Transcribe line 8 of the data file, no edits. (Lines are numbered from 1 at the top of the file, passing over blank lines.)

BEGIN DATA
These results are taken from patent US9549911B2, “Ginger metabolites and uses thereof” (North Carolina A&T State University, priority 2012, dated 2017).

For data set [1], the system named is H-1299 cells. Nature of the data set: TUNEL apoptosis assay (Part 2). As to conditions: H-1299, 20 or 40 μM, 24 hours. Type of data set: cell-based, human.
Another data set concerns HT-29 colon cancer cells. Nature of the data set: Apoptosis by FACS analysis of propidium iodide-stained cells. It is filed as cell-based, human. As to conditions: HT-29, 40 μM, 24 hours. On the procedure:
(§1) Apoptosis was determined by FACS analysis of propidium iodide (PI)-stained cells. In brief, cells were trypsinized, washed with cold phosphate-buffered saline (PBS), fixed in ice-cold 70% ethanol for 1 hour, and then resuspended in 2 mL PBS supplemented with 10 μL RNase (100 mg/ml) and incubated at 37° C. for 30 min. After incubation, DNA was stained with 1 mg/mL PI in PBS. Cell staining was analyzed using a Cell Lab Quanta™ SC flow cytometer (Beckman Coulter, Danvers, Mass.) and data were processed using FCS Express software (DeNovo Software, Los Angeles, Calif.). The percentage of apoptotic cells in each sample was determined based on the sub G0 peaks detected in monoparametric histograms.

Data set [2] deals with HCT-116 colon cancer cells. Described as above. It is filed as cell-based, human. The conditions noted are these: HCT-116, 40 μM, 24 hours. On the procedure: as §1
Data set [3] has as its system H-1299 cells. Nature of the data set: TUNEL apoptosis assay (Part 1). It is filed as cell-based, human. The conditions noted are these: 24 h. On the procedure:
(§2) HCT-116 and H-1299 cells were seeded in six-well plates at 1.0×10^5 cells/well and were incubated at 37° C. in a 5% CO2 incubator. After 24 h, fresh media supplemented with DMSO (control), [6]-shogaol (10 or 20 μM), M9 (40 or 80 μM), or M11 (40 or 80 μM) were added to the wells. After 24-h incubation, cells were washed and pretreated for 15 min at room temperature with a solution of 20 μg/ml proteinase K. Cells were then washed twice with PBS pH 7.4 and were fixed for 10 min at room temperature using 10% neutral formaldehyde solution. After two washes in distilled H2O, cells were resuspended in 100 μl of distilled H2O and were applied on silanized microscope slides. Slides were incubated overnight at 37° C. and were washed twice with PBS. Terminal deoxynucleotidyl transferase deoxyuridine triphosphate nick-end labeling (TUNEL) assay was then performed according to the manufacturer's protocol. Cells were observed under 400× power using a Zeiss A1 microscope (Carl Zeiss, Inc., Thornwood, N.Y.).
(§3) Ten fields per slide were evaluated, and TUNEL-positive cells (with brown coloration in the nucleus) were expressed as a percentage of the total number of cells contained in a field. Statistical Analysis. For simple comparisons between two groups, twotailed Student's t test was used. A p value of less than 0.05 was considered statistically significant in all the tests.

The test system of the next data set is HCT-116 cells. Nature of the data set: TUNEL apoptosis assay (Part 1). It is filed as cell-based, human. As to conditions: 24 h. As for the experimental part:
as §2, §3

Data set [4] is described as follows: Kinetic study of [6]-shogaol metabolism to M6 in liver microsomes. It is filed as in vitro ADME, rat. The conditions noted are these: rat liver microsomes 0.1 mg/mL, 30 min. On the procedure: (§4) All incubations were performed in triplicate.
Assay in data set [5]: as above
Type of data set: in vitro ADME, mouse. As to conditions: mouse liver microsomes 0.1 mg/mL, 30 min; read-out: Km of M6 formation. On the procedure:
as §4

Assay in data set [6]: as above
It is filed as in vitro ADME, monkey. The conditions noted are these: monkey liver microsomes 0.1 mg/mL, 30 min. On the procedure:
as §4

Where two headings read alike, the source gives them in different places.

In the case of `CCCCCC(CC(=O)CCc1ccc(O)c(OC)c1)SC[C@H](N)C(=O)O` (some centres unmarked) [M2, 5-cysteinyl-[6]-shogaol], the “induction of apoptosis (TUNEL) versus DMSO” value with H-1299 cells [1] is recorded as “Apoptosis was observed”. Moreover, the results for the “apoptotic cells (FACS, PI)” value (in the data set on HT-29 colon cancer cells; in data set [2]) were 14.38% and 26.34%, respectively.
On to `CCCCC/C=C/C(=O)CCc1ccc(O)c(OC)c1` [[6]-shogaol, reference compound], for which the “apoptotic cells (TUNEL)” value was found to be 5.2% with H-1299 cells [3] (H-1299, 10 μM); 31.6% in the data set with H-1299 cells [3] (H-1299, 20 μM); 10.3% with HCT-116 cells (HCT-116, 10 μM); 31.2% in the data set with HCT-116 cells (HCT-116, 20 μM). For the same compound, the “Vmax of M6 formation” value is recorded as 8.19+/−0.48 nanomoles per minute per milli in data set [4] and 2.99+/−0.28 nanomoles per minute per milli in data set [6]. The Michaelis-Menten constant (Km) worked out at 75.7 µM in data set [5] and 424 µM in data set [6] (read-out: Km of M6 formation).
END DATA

(§3) Ten fields per slide were evaluated, and TUNEL-positive cells (with brown coloration in the nucleus) were expressed as a percentage of the total number of cells contained in a field. Statistical Analysis. For simple comparisons between two groups, twotailed Student's t test was used. A p value of less than 0.05 was considered statistically significant in all the tests.